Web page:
Nik - Migrants 1_text (Ettore Ferrari-EPA)

Photo: Ettore Ferrari/EPA

The Guiding Principles are not binding law and only import a negative responsibility – to respect the human rights of migrants rescued. However, once the migrants are on board, commercial vessels arguably have the responsibility to refrain from disembarking them at a place where they face the risk of refoulement, that is, a well-founded fear of persecution or other serious harm. The prohibition against refoulement, the fundamental principle of refugee law (UNHCR 1997), is articulated in Article 33 of the 1951 Convention relating to the Status of Refugees (Refugee Convention) and implicitly encompassed by Article 7 ofthe ICCPR, which has been interpreted as prohibiting the return of persons to places where torture or persecution is feared) (UNHCR 2007).

Other soft law encourages shipmasters to abide by the principle of non-refoulement. The Guidelines on the treatment of persons rescued at sea states vessels should “seek to ensure that survivors are not disembarked to a place where their safety would be further jeopardized”. The Guidelines further provide that non-refoulement should be a ‘consideration’ of the shipmaster.

The disembarkation responsibilities of commercial vessels assumes particular importance in the Mediterranean context, where Libya may be the closest port of return for many rescued migrants. Human Rights Watch has reported commercial vessels returning migrants to Libya. At the state level, returning migrants to Libya has been found to violate the principle of non-refoulementby the European Court of Human Rights in the case of Hirsi Jamaa.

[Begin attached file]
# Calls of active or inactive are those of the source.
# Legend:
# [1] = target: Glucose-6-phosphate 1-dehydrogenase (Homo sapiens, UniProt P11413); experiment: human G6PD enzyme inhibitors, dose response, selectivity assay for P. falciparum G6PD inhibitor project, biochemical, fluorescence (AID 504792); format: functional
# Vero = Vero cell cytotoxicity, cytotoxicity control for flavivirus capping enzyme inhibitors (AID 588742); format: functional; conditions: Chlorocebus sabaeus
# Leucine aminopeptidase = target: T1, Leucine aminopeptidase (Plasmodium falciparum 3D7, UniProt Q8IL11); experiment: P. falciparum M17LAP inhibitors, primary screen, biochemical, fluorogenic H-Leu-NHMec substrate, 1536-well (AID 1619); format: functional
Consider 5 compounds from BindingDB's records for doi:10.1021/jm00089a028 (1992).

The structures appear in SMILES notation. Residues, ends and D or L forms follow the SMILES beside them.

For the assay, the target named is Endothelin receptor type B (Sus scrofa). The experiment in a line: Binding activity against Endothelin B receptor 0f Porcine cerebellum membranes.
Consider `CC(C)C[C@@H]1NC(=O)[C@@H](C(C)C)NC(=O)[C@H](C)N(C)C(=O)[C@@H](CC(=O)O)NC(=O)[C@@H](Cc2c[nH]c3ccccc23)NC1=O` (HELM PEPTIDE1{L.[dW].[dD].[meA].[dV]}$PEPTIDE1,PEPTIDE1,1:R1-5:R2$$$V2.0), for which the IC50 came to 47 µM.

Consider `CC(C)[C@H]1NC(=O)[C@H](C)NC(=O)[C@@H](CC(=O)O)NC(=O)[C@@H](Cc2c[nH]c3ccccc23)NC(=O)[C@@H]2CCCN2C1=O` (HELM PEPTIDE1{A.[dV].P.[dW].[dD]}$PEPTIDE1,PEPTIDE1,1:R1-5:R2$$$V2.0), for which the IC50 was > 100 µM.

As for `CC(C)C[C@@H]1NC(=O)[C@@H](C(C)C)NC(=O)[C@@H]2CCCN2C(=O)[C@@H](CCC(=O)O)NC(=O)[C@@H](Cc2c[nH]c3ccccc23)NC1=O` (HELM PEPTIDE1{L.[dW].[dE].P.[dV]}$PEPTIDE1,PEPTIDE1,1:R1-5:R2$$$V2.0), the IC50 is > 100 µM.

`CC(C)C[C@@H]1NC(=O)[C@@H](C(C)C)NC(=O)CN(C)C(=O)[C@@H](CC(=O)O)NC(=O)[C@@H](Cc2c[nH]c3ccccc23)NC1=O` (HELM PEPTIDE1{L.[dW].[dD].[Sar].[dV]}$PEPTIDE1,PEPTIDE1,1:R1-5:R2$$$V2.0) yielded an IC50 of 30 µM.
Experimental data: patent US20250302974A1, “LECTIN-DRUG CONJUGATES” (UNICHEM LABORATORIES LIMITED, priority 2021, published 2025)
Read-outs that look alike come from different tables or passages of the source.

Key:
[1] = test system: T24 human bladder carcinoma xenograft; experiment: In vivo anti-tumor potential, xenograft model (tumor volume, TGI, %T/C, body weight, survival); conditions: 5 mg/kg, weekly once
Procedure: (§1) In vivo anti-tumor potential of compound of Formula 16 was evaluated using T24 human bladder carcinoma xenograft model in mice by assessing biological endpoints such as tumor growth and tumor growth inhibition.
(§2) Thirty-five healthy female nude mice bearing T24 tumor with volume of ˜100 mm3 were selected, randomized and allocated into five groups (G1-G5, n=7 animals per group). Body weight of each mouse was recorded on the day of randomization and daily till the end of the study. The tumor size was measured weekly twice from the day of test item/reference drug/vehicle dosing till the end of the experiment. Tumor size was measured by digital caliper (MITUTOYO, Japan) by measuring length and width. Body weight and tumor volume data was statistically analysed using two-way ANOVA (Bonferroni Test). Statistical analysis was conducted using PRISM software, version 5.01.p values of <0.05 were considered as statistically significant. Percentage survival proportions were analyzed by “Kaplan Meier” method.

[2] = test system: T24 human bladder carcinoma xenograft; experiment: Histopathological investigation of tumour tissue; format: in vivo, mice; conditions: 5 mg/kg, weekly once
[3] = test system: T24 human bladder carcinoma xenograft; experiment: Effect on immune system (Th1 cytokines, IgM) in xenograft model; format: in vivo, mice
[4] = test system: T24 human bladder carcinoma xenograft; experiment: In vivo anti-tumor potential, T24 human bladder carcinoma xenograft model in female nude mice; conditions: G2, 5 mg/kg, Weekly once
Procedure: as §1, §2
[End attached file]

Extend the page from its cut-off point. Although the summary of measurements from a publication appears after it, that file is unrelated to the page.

Conclusion: The politics of search and rescue

To some extent, commercial vessels have stepped into a vacuum left by states overwhelmed by the numbers of irregular migrants to provide search and rescue in the Mediterranean. As a result, greater responsibility is falling on shipmasters and their crews for the disembarkation of migrants.

So far, commercial vessels are meeting their search and rescue responsibilities, but they have warned the European Union that further search and rescue efforts on the part of states is essential to avoid “catastrophic loss of life”.

While there is a legal argument that the human rights responsibilities of commercial vessels extend to disembarkation in a place free from the risk of refoulement, increased responsibilities gives rise to two significant risks. Firstly, increased burden on commercial vessels may let states off the hook where commercial ships take responsibility for disembarking rescued migrants. Secondly, commercial vessels may seek to avoid search and rescue operations and the responsibilities that flow from there. There are already reports that some ships turn off identification systems on the Mediterranean.

While the search and rescue obligations of commercial vessels are clear, responsibility for the disembarkation of migrants remains muddy.


Nikolas Feith Tan is a PhD fellow in international refugee law at Aarhus University and the Danish Institute for Human Rights. His doctorate looks at state cooperation in the field of migration control. He is currently a visiting scholar at the Melbourne Law School.